The Wise Group and ENABLE Scotland share the referrals from the Jobcentre and both seek to get referrals from third parties and also generate self-referrals through other platforms such as social media. ENABLE Scotland are responsible for around one in ten participants with their provision focussed on participants with complex needs and multiple barriers to employment.

The service from both The Wise Group and ENABLE Scotland is structured as follows:

  • Referrals and self-referrals are received by an engagement team who contact the participant, explore the eligibility criteria, provide information on the service, and register the individual if appropriate.
  • Participants are then allocated a work coach who works with them to set goals, access learning, address barriers and identify opportunities. Within The Wise Group there are several Work Coaches who are focused on supporting participants with pursuing self-employment while others are supporting participants with finding employment vacancies. In The Wise Group, prior to the pandemic, Work Coaches would cover particular geographies across the contract area (including Inverclyde and the other localities within the contract area). Following the pandemic and homeworking, staff from across the contract area are now supporting participants in Inverclyde where matches are made based on staff availability and caseloads as well as specialist areas of knowledge and support needs. The Wise Group intends to move back to aligning caseloads to individuals in particular geographies once they move back to office based working in the future to minimise travel time for staff.
  • When participants are ready to apply for jobs, the services’ employer engagement teams work with most participants to help them identify and apply for roles and support them through the recruitment processes such as interviews where this support is needed.
  • Following placement into work, the in-work support team keeps in contact with participants to provide ongoing support as needed.

Operational Delivery Findings

Participants are able to access other services operated by The Wise Group (although funding from The Wise Group’s Fair Start Scotland budget must fund this where they are used) and are supported to access support available from other organisations. Participants reported accessing other support from these organisations, and the service identified that there were a wide range of services and activities available for participants. However, one area they struggled to access for participants was timely access to mental health support.

Staff across both The Wise Group and ENABLE Scotland reported that, prior to the pandemic, they were able to work closely with Jobcentre Plus staff on increasing referrals and addressing specific issues related to particular participants. As with other case study areas, Fair Start Scotland delivery staff noted that the quality of their relationship with Jobcentre staff reduced over the course of the pandemic, as did the number of referrals they received. However, the pre-existing relationship between the Jobcentre and Fair Start Scotland in Inverclyde does not appear to be as strong as we have found in some of the other case study areas. There was frustration expressed by Fair Start Scotland provider staff in the area that, throughout the period of the service, they regularly receive inappropriate referrals[16] (primarily because providers felt that those who were referred were unlikely to move into employment within 12 months). Staff felt that this is likely due to a lack of understanding by Jobcentre staff about the purpose of Fair Start Scotland, combined with a preference amongst Jobcentre staff to refer to other services and providers first before considering a Fair Start Scotland referral.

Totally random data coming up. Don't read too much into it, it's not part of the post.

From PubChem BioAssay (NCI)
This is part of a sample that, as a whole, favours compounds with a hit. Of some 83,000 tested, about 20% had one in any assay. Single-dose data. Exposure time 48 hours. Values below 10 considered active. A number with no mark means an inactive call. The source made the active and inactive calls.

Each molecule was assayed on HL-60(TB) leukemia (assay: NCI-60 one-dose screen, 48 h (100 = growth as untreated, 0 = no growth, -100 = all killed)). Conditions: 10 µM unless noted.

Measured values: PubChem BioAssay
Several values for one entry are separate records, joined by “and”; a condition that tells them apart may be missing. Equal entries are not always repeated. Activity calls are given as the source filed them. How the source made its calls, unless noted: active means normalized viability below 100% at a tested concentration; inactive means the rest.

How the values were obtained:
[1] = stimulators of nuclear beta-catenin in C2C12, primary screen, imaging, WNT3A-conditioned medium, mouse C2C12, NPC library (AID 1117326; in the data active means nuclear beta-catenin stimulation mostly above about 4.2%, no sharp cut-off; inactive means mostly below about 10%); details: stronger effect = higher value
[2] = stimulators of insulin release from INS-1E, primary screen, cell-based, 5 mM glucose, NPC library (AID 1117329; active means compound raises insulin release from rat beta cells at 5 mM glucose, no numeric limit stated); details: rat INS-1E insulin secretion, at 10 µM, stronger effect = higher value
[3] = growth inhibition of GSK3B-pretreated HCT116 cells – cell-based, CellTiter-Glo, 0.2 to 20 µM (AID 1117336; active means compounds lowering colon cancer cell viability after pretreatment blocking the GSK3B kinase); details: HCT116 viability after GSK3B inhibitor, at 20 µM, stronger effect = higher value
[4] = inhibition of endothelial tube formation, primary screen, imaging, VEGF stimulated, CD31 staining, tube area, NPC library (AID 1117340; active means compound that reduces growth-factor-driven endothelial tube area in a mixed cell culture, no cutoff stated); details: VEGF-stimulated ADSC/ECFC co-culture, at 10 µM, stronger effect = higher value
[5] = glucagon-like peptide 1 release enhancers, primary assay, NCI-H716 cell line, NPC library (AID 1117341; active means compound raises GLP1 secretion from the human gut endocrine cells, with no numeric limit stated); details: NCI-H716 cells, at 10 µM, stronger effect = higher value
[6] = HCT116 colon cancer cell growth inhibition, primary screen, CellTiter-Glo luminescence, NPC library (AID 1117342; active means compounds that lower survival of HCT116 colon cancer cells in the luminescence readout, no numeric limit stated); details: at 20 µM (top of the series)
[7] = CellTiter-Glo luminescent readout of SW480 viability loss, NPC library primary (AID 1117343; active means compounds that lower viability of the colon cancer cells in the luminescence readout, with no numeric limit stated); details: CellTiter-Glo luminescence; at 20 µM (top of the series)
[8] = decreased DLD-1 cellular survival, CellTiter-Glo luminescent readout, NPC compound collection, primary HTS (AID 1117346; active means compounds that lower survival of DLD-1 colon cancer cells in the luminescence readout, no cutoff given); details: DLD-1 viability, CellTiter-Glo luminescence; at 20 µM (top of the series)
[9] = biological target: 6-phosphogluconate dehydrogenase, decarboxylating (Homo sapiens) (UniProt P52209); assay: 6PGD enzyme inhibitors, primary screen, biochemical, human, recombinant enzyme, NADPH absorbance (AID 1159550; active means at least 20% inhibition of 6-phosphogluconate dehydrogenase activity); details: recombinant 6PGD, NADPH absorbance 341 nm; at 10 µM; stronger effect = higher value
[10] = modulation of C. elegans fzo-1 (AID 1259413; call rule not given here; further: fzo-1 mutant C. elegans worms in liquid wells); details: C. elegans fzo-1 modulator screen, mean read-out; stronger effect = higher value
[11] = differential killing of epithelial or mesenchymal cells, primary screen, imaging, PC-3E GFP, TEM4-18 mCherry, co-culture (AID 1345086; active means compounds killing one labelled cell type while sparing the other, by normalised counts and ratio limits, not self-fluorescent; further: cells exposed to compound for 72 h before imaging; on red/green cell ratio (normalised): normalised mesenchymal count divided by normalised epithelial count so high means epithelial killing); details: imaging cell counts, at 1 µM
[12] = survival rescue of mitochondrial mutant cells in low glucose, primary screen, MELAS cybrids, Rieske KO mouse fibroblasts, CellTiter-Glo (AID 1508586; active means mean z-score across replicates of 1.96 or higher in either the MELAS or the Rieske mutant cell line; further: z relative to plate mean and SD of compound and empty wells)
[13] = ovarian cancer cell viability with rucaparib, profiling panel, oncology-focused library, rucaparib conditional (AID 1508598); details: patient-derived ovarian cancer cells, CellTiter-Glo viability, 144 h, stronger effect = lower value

Local Employability Landscape

Some of the other notable employability service providers operating within Inverclyde include the Inverclyde Community Development Trust as well the UK Government’s Kickstart scheme and Job Entry Targeted Support (JETS). There are concerns among Fair Start Scotland provider staff that competing with these services makes it challenging to attract participants particularly given the longstanding relationship between the Inverclyde Community Trust, who have been operating in the area for a number of years, and JCPs.

Virtual Service delivery

As with other case study areas contacted this year, the Wise Group and ENABLE Scotland noted that they have been putting a greater focus on referral from third parties and from social media over the course of Fair Start Scotland. They found social media particularly helpful during the height of the pandemic but are currently looking at ways to differentiate the service in advertising as they feel that the market is saturated with other providers which makes attracting participants more difficult.

As in other case study areas, staff reported that they were seeing a higher proportion of their participants who are work ready and have lost their job as a result of the pandemic. They reported that they have a larger number of participants who have been in long term employment and are needing help find a new job. This is reflected in the participant figures provided by Scottish Government which shows a decrease in the proportion of participants with a health condition or who are disabled, and an increase in the job outcome proportions which could be partly explained by this changed profile of participants.

As in other case study areas, staff reported initial hesitancy about the impact that virtual delivery would have on service quality: